The axe hovering over a coach's head is often far from the solution

It is almost universal, this strange blood lust that accompanies the approaching end of a professional coach's tenure. What is it that makes the public, fueled by an often obsessive media, lap it up so much? Coaching at the top of any professional sport has to be one of the most cutthroat and challenging occupations in the world, and it seems there are always plenty of people poised to demand the swinging of the axe.

Over the weekend we saw the end of Ole Gunnar Solskjaer's tenure at Manchester United. The mighty club was desperately struggling, a position entirely unacceptable to its legion of fans, and so Solskjaer found his head on the chopping block.

Despite a brief period where he looked as though he may have turned things around, critics suggest that he really wasn't up to the job from day one. Even the purchase of one of the greatest to ever play the game in Cristiano Ronaldo, hadn't helped. The players looked lost, disinterested and the answer of course was to sack the coach.

When a coach takes over at a club, there is often very little room for leniency, and rarely much thought given to the kind of extended run necessary to turn a club's fortunes around. The fans demand success, or at the very least marked improvement from a new coach. Few seem to remember that they are expecting so much from someone who only has the job because his predecessor was struggling, often with many of the same playing staff.

It can become a cycle that is hard to escape. How much time does a new coach need before he takes ultimate responsibility for failure and how certain can you be that ousting him is the answer to your club's ongoing woes? The very people making this coaching call, are usually those who erred in appointing the last one.

You need only look at the NRL's Wests Tigers to see a prime example of the coaching revolving door problem. The Tigers last played in the NRL finals in 2011, and they are onto their fifth head coach since. The latest, Michael Maguire, in his third season at the club, survived calls last year for his head.

There seems very little doubt among fans and observers, that a slow start to the 2022 season will see the axe sharpened again. Although Maguire has been coaching a clearly inferior playing roster, entering his fourth season, that begins to be seen as more his responsibility. But is another new coach really going to be the answer for the Tigers?

Kevin Walters at the Brisbane Broncos heads into a second season in charge, with much expected of him. The Broncos are a proud club with a long history of success, but Walters has had precious little time to build the team he wants. He has nabbed veteran halfback Adam Reynolds to help his cause in 2022, but the microscope will be on the Broncos and their performances.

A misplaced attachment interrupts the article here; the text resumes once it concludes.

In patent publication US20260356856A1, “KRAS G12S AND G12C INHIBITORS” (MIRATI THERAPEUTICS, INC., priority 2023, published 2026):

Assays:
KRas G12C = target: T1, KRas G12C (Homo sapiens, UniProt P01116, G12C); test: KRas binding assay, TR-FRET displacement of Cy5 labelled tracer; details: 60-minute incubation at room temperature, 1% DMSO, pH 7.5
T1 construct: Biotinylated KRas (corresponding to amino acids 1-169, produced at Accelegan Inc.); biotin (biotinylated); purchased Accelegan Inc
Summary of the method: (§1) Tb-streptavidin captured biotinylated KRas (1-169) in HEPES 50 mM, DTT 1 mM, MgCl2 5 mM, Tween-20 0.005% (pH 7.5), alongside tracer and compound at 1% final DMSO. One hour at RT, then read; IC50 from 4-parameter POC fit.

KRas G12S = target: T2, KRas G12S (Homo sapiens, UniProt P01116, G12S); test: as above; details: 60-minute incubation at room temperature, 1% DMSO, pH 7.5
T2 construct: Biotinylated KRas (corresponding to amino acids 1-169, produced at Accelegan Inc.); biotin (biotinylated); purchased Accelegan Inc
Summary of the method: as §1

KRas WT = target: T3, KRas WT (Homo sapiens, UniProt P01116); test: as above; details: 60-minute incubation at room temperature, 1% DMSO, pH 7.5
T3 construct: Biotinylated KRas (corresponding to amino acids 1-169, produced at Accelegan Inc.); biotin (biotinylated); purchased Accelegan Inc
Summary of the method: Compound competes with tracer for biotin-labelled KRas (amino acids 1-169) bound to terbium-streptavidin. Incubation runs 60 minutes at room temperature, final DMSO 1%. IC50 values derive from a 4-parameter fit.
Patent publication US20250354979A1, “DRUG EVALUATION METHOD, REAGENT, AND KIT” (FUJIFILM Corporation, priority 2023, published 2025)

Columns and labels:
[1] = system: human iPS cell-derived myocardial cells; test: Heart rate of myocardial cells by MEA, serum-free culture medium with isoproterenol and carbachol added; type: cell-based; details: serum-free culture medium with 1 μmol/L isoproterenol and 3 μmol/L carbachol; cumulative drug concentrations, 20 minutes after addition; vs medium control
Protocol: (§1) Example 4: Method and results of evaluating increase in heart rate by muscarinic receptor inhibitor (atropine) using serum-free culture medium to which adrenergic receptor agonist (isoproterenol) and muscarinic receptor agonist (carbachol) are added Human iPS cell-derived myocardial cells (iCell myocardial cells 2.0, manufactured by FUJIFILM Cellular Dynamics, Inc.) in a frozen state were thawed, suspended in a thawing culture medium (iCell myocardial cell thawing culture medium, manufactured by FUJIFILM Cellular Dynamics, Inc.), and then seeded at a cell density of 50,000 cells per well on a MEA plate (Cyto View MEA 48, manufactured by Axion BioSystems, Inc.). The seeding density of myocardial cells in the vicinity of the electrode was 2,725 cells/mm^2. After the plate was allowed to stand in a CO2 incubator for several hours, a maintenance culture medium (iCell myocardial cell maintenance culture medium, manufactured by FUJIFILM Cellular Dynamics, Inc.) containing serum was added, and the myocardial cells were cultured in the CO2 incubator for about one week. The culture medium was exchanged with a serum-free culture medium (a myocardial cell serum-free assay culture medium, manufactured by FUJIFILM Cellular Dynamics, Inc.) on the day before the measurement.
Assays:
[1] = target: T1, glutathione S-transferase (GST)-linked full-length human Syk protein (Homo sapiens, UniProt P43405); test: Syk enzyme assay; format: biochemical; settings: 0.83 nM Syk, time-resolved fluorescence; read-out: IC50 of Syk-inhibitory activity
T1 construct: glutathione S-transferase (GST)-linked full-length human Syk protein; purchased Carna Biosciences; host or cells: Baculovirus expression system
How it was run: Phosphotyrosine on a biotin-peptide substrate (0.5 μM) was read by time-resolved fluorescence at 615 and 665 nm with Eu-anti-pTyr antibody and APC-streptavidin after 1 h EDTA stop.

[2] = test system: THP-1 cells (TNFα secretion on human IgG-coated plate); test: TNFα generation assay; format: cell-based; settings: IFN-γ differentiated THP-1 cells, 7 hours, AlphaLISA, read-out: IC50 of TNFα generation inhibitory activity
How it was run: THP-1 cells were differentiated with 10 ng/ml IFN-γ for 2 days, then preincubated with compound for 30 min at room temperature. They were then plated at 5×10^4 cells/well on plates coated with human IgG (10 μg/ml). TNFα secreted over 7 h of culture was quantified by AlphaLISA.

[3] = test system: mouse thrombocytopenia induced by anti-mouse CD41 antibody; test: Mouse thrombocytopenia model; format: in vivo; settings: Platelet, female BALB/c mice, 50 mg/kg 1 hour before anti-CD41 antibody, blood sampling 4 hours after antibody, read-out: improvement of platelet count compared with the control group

Over at the Bulldogs Trent Barrett similarly heads into his second season in charge. After a dismal 2021, which saw the club finish last, he has an influx of talent to help him in a season where the only way is up. However the fact that the Bulldogs still lack high quality players in two of the most key positions on the field, could lead to another struggle of a year and rumblings around the future of the coach.

At the Eels, coach Brad Arthur has survived several seasons where calls were loud for his termination. The club stuck firm with him and the results eventuated. Still, if he doesn't break their premiership drought soon, the calls will go up again.

Fans have the right to expect positive results from their favourite teams, but should the head coach be the man constantly under threat? Are fans that delusional that they think their clubs are just the right coach away from ultimate glory? And that the right coach is just waiting around for the call to step into the role? The most successful coaches are given the time and the environment to succeed. Exhibit A: Craig Bellamy.

This is true across codes too. Take a look at the Wallabies at the moment. They have invested heavily in the coaching ability of Dave Rennie. The man is undoubtedly one of the best going around in the rugby caper, but the Wallabies have continued to struggle this year, seemingly taking two steps forward, one step back. Still, Rennie has earned himself more time both for the promise his team showed in the Rugby Championship and the cultural overhaul he has overseen within the Wallabies environment.

A coach needs talent, the right people around him, a quality playing roster and enough time to put all of those elements together.

Sometimes the quick fix is not a fix at all. I'm not sure who would want to be a coach, but quite often they actually deserve a break.